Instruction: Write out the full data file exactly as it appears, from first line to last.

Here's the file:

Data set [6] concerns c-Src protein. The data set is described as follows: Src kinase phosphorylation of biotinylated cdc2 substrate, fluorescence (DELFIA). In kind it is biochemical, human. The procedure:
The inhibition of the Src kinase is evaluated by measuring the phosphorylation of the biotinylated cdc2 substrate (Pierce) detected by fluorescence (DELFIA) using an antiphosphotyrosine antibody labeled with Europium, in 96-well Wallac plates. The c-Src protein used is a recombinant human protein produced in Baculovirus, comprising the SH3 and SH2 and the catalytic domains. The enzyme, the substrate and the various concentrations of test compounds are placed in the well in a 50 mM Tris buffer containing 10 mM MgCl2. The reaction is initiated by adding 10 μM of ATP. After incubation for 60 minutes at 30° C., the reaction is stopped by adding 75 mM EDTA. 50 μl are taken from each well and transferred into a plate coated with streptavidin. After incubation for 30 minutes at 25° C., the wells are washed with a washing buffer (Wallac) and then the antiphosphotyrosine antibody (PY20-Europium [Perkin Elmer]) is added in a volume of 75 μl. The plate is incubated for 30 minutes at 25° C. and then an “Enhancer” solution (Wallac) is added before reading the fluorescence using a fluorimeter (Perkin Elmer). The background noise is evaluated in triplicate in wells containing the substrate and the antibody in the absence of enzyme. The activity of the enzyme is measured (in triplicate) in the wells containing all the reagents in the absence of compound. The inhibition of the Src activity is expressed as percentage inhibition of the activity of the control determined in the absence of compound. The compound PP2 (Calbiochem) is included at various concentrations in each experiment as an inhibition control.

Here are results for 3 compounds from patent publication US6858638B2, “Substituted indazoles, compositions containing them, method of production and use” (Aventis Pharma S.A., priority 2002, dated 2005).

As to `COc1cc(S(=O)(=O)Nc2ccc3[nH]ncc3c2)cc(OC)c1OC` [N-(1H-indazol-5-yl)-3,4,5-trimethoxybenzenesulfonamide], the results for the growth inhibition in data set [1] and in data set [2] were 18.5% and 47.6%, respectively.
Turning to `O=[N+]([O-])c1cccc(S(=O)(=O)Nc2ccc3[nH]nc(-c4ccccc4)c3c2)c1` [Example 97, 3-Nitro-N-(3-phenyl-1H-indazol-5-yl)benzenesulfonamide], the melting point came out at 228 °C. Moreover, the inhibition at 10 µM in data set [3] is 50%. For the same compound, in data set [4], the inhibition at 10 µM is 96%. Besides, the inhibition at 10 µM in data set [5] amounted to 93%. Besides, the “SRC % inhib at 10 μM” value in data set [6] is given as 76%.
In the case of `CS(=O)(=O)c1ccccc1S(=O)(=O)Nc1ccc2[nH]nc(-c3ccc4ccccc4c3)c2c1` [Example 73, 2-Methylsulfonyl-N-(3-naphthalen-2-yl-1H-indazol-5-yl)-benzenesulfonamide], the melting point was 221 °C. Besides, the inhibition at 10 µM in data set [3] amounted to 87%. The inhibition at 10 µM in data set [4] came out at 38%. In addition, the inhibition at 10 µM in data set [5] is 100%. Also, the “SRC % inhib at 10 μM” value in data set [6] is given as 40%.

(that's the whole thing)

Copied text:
Data set [6] concerns c-Src protein. The data set is described as follows: Src kinase phosphorylation of biotinylated cdc2 substrate, fluorescence (DELFIA). In kind it is biochemical, human. The procedure:
The inhibition of the Src kinase is evaluated by measuring the phosphorylation of the biotinylated cdc2 substrate (Pierce) detected by fluorescence (DELFIA) using an antiphosphotyrosine antibody labeled with Europium, in 96-well Wallac plates. The c-Src protein used is a recombinant human protein produced in Baculovirus, comprising the SH3 and SH2 and the catalytic domains. The enzyme, the substrate and the various concentrations of test compounds are placed in the well in a 50 mM Tris buffer containing 10 mM MgCl2. The reaction is initiated by adding 10 μM of ATP. After incubation for 60 minutes at 30° C., the reaction is stopped by adding 75 mM EDTA. 50 μl are taken from each well and transferred into a plate coated with streptavidin. After incubation for 30 minutes at 25° C., the wells are washed with a washing buffer (Wallac) and then the antiphosphotyrosine antibody (PY20-Europium [Perkin Elmer]) is added in a volume of 75 μl. The plate is incubated for 30 minutes at 25° C. and then an “Enhancer” solution (Wallac) is added before reading the fluorescence using a fluorimeter (Perkin Elmer). The background noise is evaluated in triplicate in wells containing the substrate and the antibody in the absence of enzyme. The activity of the enzyme is measured (in triplicate) in the wells containing all the reagents in the absence of compound. The inhibition of the Src activity is expressed as percentage inhibition of the activity of the control determined in the absence of compound. The compound PP2 (Calbiochem) is included at various concentrations in each experiment as an inhibition control.

Here are results for 3 compounds from patent publication US6858638B2, “Substituted indazoles, compositions containing them, method of production and use” (Aventis Pharma S.A., priority 2002, dated 2005).

As to `COc1cc(S(=O)(=O)Nc2ccc3[nH]ncc3c2)cc(OC)c1OC` [N-(1H-indazol-5-yl)-3,4,5-trimethoxybenzenesulfonamide], the results for the growth inhibition in data set [1] and in data set [2] were 18.5% and 47.6%, respectively.
Turning to `O=[N+]([O-])c1cccc(S(=O)(=O)Nc2ccc3[nH]nc(-c4ccccc4)c3c2)c1` [Example 97, 3-Nitro-N-(3-phenyl-1H-indazol-5-yl)benzenesulfonamide], the melting point came out at 228 °C. Moreover, the inhibition at 10 µM in data set [3] is 50%. For the same compound, in data set [4], the inhibition at 10 µM is 96%. Besides, the inhibition at 10 µM in data set [5] amounted to 93%. Besides, the “SRC % inhib at 10 μM” value in data set [6] is given as 76%.
In the case of `CS(=O)(=O)c1ccccc1S(=O)(=O)Nc1ccc2[nH]nc(-c3ccc4ccccc4c3)c2c1` [Example 73, 2-Methylsulfonyl-N-(3-naphthalen-2-yl-1H-indazol-5-yl)-benzenesulfonamide], the melting point was 221 °C. Besides, the inhibition at 10 µM in data set [3] amounted to 87%. The inhibition at 10 µM in data set [4] came out at 38%. In addition, the inhibition at 10 µM in data set [5] is 100%. Also, the “SRC % inhib at 10 μM” value in data set [6] is given as 40%.